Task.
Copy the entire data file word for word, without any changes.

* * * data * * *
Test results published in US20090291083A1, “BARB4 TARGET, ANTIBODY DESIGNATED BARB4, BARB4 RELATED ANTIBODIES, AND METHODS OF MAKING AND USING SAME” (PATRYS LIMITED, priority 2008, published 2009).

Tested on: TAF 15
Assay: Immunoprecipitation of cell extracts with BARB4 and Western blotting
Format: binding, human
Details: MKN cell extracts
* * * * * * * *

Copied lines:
Test results published in US20090291083A1, “BARB4 TARGET, ANTIBODY DESIGNATED BARB4, BARB4 RELATED ANTIBODIES, AND METHODS OF MAKING AND USING SAME” (PATRYS LIMITED, priority 2008, published 2009).

Tested on: TAF 15
Assay: Immunoprecipitation of cell extracts with BARB4 and Western blotting
Format: binding, human
Details: MKN cell extracts